Boost your metabolism

Those with high metabolism can devour sinful treats with no noticeable effects on the weighing scale. Yet, others who have a sluggish metabolism find it difficult to lose weight. Why is that? The answer lies in different metabolic rates. Whether you are sitting, standing, sleeping or eating, the body is constantly expending energy by burning calories. Metabolism is the amount of energy (in calories) that the body burns to maintain itself.

Slow versus High

Body composition, genes, activity level and dietary habits affect metabolism.

Those with a high metabolism have more muscle, lead an active life and eat sensibly.

What is body composition? Broadly speaking, this is the amount of muscle versus the amount of body fat. Why is this relevant to metabolism? Because muscle uses more calories to maintain itself than fat. Fat is basically metabolic ‘dead’ weight. Therefore, if you have more muscle than fat, you will have a higher metabolic rate than those who have a high percentage of body fat. For example, there are two people with the same weight and height. One exercises on a regular basis and has a low percentage of body fat. The other never exercises and therefore has a higher percentage of body fat. In this example, the person who exercises regularly will have a better body composition and also a higher metabolic rate.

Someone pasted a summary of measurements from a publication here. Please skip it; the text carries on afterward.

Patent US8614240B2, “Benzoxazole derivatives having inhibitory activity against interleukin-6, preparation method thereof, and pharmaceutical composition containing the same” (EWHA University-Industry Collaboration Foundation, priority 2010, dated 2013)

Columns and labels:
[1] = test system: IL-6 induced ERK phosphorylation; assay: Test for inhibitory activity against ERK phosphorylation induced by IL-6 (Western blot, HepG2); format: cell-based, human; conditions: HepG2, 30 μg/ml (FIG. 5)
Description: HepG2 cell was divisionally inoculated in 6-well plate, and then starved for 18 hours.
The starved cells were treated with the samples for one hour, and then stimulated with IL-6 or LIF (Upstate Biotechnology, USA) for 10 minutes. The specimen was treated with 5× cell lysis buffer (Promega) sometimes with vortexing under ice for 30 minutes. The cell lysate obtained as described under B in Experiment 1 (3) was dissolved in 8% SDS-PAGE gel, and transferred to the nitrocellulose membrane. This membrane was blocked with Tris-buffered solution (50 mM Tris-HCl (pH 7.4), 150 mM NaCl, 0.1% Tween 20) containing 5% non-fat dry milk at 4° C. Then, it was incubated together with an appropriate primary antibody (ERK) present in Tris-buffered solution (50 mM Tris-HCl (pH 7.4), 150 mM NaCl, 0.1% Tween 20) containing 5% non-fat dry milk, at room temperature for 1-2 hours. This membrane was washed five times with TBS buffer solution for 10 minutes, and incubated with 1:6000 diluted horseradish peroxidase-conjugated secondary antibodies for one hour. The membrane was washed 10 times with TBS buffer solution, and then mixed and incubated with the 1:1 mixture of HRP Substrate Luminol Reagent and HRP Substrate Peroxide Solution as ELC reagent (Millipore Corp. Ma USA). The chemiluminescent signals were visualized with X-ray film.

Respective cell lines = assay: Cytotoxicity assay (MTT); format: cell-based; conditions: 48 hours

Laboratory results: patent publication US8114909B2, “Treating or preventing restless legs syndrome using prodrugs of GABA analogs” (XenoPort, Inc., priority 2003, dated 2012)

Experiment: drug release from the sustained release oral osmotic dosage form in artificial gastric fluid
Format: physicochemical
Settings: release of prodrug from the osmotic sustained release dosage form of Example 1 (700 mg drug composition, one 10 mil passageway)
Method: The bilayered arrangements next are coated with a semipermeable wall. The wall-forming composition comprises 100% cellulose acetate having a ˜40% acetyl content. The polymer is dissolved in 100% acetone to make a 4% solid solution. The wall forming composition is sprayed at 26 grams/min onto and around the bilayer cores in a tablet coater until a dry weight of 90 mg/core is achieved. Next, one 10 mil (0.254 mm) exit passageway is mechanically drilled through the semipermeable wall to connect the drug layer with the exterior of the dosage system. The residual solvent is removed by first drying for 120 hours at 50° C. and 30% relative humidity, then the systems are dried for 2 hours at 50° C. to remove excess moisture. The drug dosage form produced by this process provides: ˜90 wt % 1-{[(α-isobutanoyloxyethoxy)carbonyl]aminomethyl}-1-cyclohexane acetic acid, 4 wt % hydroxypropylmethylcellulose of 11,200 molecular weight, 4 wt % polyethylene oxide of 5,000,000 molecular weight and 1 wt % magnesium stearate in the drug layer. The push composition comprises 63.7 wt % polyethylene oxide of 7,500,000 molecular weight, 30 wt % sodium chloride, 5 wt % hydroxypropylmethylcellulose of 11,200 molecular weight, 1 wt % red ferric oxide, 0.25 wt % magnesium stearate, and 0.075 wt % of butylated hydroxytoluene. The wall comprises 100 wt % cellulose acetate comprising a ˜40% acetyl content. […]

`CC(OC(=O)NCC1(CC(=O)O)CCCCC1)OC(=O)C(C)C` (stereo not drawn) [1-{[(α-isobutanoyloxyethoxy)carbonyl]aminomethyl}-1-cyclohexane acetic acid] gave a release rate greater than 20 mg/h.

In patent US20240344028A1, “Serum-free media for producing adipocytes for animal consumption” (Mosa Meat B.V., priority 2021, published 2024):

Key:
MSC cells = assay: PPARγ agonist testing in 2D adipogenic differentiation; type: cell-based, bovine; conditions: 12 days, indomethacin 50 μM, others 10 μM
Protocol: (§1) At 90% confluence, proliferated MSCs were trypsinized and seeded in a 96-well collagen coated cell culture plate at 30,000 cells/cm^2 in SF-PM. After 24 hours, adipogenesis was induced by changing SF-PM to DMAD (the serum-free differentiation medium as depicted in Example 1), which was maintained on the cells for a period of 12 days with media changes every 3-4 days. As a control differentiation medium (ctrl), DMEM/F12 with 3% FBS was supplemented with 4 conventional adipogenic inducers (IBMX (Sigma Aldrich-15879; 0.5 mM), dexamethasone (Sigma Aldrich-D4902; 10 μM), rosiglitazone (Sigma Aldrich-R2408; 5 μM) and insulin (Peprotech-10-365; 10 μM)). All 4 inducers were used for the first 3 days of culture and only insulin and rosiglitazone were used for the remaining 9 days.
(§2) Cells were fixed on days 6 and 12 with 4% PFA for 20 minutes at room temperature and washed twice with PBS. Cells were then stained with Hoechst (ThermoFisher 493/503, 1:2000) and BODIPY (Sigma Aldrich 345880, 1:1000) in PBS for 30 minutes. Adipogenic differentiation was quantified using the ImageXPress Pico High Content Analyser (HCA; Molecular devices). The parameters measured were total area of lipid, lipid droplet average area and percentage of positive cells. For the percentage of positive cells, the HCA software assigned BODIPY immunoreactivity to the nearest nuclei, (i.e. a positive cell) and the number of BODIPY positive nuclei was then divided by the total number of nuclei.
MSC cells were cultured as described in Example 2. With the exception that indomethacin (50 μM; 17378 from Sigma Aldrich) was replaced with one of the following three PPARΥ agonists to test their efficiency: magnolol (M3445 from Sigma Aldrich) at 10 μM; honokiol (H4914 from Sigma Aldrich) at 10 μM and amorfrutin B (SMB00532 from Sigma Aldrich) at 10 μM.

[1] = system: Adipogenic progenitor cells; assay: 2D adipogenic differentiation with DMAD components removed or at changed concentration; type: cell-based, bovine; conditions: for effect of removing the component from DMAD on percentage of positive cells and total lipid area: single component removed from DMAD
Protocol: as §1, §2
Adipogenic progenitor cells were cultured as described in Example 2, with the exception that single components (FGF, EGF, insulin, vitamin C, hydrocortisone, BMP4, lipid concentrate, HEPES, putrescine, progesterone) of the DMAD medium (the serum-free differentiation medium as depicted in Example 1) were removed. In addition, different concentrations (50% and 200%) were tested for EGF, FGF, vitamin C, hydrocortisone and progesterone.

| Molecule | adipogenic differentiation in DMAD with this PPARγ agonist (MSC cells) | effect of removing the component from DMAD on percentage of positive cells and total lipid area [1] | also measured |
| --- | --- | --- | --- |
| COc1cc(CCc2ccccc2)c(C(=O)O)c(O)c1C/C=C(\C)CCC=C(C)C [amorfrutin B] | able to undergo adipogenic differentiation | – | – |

Sound Nutrition

Believe it or not, part of the reason you may not see the results you want is that you may not be eating enough or frequently enough. If you cut down drastically on caloric intake, your body perceives this as a starvation threat. It isn’t being fuelled efficiently and as a result, the body’s metabolism slows down. Eat small nutritious meals every three to four hours to boost your metabolism and to avoid having pangs of extreme hunger. Your mini meals could consist of fruits, salads, juices, soups and low-calorie snacks.


As you age (especially after thirty), your metabolic rate becomes progressively slower due to the natural process of muscle and bone loss. Owing to this, the body needs about two percent fewer calories with each passing decade to maintain the same body weight. Symptoms of slow metabolism include weight gain, constipation, fatigue and low energy levels.